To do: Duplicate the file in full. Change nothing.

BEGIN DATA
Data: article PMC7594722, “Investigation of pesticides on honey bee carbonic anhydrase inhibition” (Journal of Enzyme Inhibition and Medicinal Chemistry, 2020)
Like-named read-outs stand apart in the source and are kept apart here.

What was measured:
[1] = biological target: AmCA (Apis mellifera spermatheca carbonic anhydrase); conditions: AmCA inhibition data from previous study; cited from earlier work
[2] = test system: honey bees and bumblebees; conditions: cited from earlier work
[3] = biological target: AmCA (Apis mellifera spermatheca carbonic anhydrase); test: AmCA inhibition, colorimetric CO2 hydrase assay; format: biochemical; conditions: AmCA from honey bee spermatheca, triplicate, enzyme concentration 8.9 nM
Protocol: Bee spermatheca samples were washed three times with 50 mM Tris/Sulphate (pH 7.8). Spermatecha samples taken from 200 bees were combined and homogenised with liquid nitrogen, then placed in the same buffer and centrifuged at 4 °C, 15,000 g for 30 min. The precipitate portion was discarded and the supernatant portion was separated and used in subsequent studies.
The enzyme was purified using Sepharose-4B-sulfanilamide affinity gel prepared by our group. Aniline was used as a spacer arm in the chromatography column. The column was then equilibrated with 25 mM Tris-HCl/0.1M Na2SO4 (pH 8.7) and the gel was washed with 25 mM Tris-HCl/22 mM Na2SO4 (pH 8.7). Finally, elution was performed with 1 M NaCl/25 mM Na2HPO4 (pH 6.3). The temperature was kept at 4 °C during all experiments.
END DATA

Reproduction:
Data: article PMC7594722, “Investigation of pesticides on honey bee carbonic anhydrase inhibition” (Journal of Enzyme Inhibition and Medicinal Chemistry, 2020)
Like-named read-outs stand apart in the source and are kept apart here.

What was measured:
[1] = biological target: AmCA (Apis mellifera spermatheca carbonic anhydrase); conditions: AmCA inhibition data from previous study; cited from earlier work
[2] = test system: honey bees and bumblebees; conditions: cited from earlier work
[3] = biological target: AmCA (Apis mellifera spermatheca carbonic anhydrase); test: AmCA inhibition, colorimetric CO2 hydrase assay; format: biochemical; conditions: AmCA from honey bee spermatheca, triplicate, enzyme concentration 8.9 nM
Protocol: Bee spermatheca samples were washed three times with 50 mM Tris/Sulphate (pH 7.8). Spermatecha samples taken from 200 bees were combined and homogenised with liquid nitrogen, then placed in the same buffer and centrifuged at 4 °C, 15,000 g for 30 min. The precipitate portion was discarded and the supernatant portion was separated and used in subsequent studies.
The enzyme was purified using Sepharose-4B-sulfanilamide affinity gel prepared by our group. Aniline was used as a spacer arm in the chromatography column. The column was then equilibrated with 25 mM Tris-HCl/0.1M Na2SO4 (pH 8.7) and the gel was washed with 25 mM Tris-HCl/22 mM Na2SO4 (pH 8.7). Finally, elution was performed with 1 M NaCl/25 mM Na2HPO4 (pH 6.3). The temperature was kept at 4 °C during all experiments.